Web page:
American painter and professor Kerry James Marshall challenges biases within the art world that have historically marginalized coloured artists. Through his powerful and thought-provoking portrait paintings that feature Black artists, Marshall interrogates the lack of representation of Black figures in art institutions, reflecting the United Nations Sustainable Development Goal of Reduced Inequalities. 

Photograph of Kerry James Marshall. Image courtesy of Britannica.

From his early career days to his recent masterpieces, Marshall's 40-year oeuvre is characterized by a profound commitment to depicting Black lived experiences with honesty, complexity and dignity. This journey began with a personal revelation when, as a child, he wandered through museums and realized the glaring absence of Black representation in the annals of art history. Determined to rectify this imbalance, Marshall made it his mission to create artworks that would demand recognition and validation for Black artists in art institutions.

One such seminal work is his 1980 piece, A Portrait of the Artist as a Shadow of His Former Self. The piece is a haunting self-portrait, a fitting assertion of himself as a Black artist in art institutions, as the piece was displayed at the Museum of Contemporary Art (MCA) Chicago. In this painting, Marshall has portrayed himself as a ghoulishly smiling Black man with a missing tooth, challenging conventional notions of beauty and representation. From that point on, Marshall's canvases became populated exclusively by Black figures, a deliberate assertion of their presence in the artistic landscape.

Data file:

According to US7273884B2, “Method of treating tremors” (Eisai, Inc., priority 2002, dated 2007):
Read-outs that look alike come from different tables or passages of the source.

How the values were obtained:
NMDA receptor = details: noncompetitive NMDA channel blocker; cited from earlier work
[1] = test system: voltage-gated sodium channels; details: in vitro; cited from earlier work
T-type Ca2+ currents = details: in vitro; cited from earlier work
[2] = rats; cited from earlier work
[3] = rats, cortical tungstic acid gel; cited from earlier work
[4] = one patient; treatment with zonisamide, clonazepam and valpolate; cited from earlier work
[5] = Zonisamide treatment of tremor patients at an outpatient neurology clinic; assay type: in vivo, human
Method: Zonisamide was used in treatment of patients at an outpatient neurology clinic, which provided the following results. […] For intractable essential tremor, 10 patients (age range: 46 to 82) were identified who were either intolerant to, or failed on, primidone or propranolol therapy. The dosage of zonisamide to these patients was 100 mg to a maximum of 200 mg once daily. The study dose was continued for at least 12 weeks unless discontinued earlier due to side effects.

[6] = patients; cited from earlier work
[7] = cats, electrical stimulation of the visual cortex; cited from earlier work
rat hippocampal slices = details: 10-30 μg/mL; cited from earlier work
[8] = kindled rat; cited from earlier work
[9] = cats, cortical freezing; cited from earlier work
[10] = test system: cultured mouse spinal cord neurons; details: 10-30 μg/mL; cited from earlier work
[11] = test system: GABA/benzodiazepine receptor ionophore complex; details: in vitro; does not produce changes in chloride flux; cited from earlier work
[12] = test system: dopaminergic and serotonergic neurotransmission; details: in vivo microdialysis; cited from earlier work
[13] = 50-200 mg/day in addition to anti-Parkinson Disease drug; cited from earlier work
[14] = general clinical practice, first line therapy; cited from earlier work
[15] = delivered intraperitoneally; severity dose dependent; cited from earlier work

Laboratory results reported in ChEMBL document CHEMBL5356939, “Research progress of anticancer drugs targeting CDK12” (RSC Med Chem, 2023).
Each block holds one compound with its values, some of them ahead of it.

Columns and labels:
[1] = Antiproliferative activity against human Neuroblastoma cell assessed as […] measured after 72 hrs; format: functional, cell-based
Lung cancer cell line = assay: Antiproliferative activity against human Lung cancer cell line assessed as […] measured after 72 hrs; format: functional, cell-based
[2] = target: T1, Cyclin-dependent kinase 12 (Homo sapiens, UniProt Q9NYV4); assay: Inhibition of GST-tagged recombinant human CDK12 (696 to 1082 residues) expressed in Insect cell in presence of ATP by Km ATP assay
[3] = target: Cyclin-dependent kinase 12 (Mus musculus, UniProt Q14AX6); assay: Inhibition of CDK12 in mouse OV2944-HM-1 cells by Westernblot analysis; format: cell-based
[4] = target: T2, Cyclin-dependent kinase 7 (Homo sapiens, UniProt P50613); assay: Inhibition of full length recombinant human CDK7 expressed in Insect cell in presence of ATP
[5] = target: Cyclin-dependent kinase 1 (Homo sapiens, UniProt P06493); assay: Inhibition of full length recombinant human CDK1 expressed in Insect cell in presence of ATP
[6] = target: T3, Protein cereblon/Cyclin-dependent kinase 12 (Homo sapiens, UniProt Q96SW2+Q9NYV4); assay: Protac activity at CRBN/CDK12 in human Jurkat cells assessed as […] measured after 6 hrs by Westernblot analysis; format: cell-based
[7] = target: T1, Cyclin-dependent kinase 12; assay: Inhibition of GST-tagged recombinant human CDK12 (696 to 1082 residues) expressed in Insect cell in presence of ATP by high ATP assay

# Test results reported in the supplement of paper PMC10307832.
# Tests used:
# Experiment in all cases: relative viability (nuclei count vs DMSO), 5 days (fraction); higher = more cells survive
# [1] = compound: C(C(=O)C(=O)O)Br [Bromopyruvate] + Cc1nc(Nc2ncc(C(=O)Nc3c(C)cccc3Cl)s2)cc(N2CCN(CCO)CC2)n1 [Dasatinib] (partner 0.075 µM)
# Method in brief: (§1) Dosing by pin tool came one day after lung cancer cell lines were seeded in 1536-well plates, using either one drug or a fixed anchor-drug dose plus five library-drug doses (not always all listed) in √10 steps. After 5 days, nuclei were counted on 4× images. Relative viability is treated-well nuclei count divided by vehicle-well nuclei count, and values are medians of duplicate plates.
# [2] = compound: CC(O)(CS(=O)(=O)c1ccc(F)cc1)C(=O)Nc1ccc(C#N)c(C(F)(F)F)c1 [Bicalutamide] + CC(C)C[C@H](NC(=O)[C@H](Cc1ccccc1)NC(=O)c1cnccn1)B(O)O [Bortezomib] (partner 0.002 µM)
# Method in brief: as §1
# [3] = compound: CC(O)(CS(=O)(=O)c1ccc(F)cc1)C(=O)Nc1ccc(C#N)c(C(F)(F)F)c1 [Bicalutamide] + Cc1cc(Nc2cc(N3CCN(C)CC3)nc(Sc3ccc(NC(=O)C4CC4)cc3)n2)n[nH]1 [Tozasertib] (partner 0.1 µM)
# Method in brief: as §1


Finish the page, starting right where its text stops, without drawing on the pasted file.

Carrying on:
A Portrait of the Artist as a Shadow of His Former Self by Kerry James Marshall. Image courtesy of Artsy.

Another of such pieces is an untitled piece (painter), where the allegory of the act of painting is depicted as a Black artist. Painting sits with a regal posture and presentation, their gaze directly meets the audience’s, asserting their presence. 

A literalization of blackness can be witnessed in his paintings. He does this by portraying his painted subjects as unequivocally black, rather than using the common shades or hues of brown. This is deliberately done to challenge the pervasive whiteness that has dominated the art world for centuries. By reclaiming blackness as a central motif in his paintings, Marshall disrupts conventional narratives and asserts the validity and richness of Black artist’s experiences.

Untitled (Painter) artwork by Kerry James Marshall. Image courtesy of the Museum of Contemporary Art (MCA) Chicago

In addition to his visual language, Marshall's choice of materials and techniques also contributes to his critique of artistic inequalities. They are made on unstretched canvas and mounted with grommets on walls to challenge traditional notions of a painting's presentation and scale. This is another way Marshall asserts the power and presence of Black artists by ensuring that the painting dominates the space viewers are in physically.

Marshall's commitment to increasing the visibility of Black artists extends beyond the realm of aesthetics; it is a deeply political and social endeavour. Through his artworks, he confronts systemic injustices and demands a reevaluation of structures within the art world that perpetuate inequality within them and society at large. By amplifying the presence and experiences of black individuals, Marshall's art becomes a catalyst for change, inspiring viewers to question their biases and assumptions about Black artists.

You've successfully subscribed to Arts Help
Welcome back! You've successfully signed in.
Great! You've successfully signed up.
Success! Your account is fully activated, you now have access to all content.